Researchers from Campus Gandia, Valencia University and the Oceanographic, alongside the NGO Xaloc and the Generalitat Valenciana (Valencia Regional Government), are working on a satellite-tagging project to study the behavior, habitat use and survival of loggerhead turtles (Caretta caretta).
The loggerhead turtles are being tagged with satellite transmitters to track their movements after being released into the sea. The first turtle to be released was Lola, a juvenile loggerhead turtle that has been swimming freely in the Mediterranean alongside two fellow species since last March 25, after her recovery in the ARCA del Mar at the Oceanographic in Valencia, and the Seville Aquarium. Since her release on the beach in Torrevieja, you can now follow Lola’s progress online at www.gandia.upv.es/investigacion and on Twitter with the hashtag #tortugalola.
La tortuga Lola‘s electronic tagging is serving as a pilot experiment for the subsequent tagging of another eight infant loggerhead turtles, which are set to be released in late summer. It will also serve to assess the success of Lola’s return to her natural habitat and to find out more about the habits of this species in its first years of life, known also as the ‘lost years’. Understanding the turtles’ behavior, the areas they travel through and where they concentrate is key to protecting this animal, which is in danger of extinction.
As Campus researcher Eduardo Belda points out, it is a challenge: “Here at Campus Gandia, we have a lot of experience tagging birds and marine species such as tuna, but it’s the first time we’ve ever tagged turtles. The tags that we attach weigh only 26 grams and are powered by solar panels. This will allow us for the first ever to study what the dispersal routes and the habitat used by the loggerhead hatchlings are on our coasts. Loggerhead turtles don’t nest regularly in Spain, and only six nestings have been documented in the last two hundred years.”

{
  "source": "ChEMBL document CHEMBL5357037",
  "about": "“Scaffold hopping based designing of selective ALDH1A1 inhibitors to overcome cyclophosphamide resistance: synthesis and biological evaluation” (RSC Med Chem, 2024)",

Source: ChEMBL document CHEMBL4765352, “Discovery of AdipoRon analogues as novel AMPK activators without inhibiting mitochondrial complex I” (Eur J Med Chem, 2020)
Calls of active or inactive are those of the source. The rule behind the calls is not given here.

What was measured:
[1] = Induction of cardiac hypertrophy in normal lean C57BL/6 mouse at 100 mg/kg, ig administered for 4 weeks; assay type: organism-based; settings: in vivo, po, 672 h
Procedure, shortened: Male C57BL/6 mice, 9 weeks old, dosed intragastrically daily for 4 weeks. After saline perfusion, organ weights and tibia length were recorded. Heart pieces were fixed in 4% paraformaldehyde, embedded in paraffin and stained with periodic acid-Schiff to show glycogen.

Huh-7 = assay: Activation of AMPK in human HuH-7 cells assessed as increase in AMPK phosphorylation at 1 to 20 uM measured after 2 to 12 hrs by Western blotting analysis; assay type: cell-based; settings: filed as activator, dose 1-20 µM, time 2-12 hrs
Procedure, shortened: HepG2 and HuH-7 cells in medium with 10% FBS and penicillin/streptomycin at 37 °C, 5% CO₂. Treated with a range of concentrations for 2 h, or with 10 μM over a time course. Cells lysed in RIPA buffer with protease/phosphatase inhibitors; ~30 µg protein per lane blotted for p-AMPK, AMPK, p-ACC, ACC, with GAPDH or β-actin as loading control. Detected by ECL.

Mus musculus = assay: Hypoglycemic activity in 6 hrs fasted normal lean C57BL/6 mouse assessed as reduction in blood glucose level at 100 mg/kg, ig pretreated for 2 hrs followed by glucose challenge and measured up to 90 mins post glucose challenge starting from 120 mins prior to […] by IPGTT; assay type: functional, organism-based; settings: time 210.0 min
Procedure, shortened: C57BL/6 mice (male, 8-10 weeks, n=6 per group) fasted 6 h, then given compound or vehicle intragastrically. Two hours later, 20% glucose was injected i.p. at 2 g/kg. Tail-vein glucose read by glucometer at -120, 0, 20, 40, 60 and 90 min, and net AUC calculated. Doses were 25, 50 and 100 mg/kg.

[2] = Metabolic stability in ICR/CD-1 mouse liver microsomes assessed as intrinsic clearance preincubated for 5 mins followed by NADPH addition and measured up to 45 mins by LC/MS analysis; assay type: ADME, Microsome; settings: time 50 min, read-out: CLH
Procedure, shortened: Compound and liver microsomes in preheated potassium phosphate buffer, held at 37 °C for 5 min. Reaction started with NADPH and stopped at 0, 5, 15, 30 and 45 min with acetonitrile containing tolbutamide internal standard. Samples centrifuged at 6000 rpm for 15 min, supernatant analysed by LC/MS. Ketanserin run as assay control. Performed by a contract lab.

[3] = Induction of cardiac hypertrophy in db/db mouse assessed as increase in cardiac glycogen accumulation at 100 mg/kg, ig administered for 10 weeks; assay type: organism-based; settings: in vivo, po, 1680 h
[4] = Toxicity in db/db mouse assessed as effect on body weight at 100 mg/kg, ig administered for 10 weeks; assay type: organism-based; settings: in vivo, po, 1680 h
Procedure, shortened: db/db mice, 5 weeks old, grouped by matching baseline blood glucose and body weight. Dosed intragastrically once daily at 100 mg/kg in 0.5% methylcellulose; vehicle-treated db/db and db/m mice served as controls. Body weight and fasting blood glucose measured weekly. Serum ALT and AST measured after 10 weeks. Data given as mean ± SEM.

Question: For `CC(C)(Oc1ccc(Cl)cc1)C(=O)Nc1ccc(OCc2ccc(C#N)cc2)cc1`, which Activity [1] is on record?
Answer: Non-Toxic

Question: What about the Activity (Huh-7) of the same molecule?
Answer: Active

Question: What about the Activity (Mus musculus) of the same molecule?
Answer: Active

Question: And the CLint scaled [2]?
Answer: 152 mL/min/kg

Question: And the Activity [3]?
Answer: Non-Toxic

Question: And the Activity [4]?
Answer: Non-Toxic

The scientist says that the turtles will probably travel along major ocean currents in this area of the Mediterranean and will tend to concentrate in places where their food is readily available, probably conditioned by the oceanic characteristics of these areas. “If they overcome these dangers, they are very long-lived creatures that can survive up to 60 years,” according to Eduardo Belda, “and they often return to their place of birth to lay their eggs, so it’s possible that the turtles that we release in September will return to the Mediterranean beaches to spawn,” he says.
Worldwide there is only one other tagging project of such small loggerhead turtles in their first year of life, and it is being carried out in Florida. “Even though in recent years considerable headway has been made in the understanding of this species in the western Mediterranean, the biology and behavior of younger individuals remain largely unknown,” said Belda.
Furthermore, the researcher explains that there is a European directive “that obliges us to protect this species. If we know where they usually are, what routes they follow, we can develop management strategies to reduce incidental mortality in fisheries and decrease bycatch.”
Likewise, Jose Antonio Esteban, coordinator of the Oceanographic Research Department indicates that they are looking for new sponsors to fund more electronic monitoring devices that will allow more species to be tagged, “facilitating the acquisition of a more precise understanding of the movements of this species and the adoption of appropriate measures for their protection.”